But it certainly helped that classes were manageable as they were mostly scheduled on Friday evenings and weekends.

This was one of the reasons that made Zanaria feel more assured in taking up the course.

While she has missed out on certain significant family events, Zanaria still found time to connect with family members as her classes usually occupy only half a day on weekends.

Yeo agreed that the course timetable offered by the Adelaide MBA programme fits in with his schedule as well.

“If you look at many other MBAs, they are usually held on weekday evenings, and it’s a bit difficult especially if you’re tied up with work.”

It also helped that students taking the Adelaide MBA, ranked among the top business schools in Australia, are allowed ​​to vary the number of modules that they take each term.

Zanaria and Yeo are thankful that they had the understanding and support of their colleagues and loved ones to motivate them in the journey towards their graduate degrees.

Yeo cheekily added that his “ex-girlfriend” — as he calls his wife — had warned him as a form of encouragement that they could forget about marriage if he didn’t complete his Master’s degree.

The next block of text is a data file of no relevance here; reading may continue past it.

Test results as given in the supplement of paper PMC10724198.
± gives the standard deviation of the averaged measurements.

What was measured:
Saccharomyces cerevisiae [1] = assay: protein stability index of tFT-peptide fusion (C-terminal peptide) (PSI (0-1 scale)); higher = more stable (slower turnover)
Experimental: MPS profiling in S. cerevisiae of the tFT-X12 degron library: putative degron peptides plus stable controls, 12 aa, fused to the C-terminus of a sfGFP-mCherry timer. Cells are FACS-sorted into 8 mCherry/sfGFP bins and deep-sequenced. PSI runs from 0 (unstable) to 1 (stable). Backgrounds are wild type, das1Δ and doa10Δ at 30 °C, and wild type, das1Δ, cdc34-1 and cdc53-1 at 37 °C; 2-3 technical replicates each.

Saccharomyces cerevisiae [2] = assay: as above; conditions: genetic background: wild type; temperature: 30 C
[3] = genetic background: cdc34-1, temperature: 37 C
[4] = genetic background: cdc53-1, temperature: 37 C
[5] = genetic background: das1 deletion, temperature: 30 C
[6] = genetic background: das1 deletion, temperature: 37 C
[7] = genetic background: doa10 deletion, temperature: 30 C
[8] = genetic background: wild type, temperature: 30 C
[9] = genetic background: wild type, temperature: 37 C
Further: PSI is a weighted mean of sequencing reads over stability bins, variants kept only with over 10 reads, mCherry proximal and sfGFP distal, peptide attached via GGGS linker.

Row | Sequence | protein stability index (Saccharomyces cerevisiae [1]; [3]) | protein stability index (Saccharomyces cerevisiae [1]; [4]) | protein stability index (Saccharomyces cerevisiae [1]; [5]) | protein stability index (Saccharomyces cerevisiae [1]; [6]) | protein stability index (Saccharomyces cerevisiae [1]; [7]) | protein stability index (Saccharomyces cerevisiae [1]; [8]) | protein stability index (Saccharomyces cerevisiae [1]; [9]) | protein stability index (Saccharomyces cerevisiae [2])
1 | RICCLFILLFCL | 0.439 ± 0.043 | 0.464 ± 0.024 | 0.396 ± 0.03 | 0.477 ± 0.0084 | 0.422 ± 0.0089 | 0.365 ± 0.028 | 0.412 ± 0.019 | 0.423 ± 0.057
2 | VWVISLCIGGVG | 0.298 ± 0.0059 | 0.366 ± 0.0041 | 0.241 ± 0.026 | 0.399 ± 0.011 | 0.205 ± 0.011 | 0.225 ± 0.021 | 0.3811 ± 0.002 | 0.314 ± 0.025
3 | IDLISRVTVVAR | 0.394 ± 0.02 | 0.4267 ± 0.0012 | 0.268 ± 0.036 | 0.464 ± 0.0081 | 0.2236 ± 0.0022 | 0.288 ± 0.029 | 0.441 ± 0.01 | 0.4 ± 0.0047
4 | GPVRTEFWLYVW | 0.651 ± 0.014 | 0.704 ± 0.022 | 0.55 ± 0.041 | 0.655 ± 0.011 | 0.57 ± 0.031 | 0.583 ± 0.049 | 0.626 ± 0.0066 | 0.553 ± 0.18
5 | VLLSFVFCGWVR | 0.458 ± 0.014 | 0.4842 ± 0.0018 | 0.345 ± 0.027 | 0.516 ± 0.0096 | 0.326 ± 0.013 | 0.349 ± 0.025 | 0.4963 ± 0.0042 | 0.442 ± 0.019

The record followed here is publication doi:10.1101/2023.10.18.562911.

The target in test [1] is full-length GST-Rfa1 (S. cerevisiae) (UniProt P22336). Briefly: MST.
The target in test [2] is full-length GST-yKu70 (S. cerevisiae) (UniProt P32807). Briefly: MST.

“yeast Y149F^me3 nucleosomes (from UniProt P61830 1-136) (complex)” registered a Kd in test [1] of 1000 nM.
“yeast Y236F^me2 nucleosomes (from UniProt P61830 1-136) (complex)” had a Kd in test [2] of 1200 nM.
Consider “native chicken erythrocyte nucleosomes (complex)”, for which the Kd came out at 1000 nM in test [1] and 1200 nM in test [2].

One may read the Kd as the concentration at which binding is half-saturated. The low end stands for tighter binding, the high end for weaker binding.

“She was telling me, you must do it. If you don’t do it, then I’m not going to marry you,” said Yeo.

Zanaria, who’s married, and has a six-year-old boy, shared that her husband had to pull double duty whenever she was tied up with school assignments, but he did so readily.

Zanaria with her husband and son.

Seeing his mummy studying hard had the positive effect of spurring her son to pick up his own books to read, she added.

“I think the message I got from my journey is that no matter where I go, and no matter what I decide to do in my life, I have a responsibility to do it to the best of my ability."

“So no matter how tired I am or how heavy the workload is, I will always try to execute it as best as I can,” said Zanaria, who is grateful to her husband and son for providing her with the environment needed for her to excel.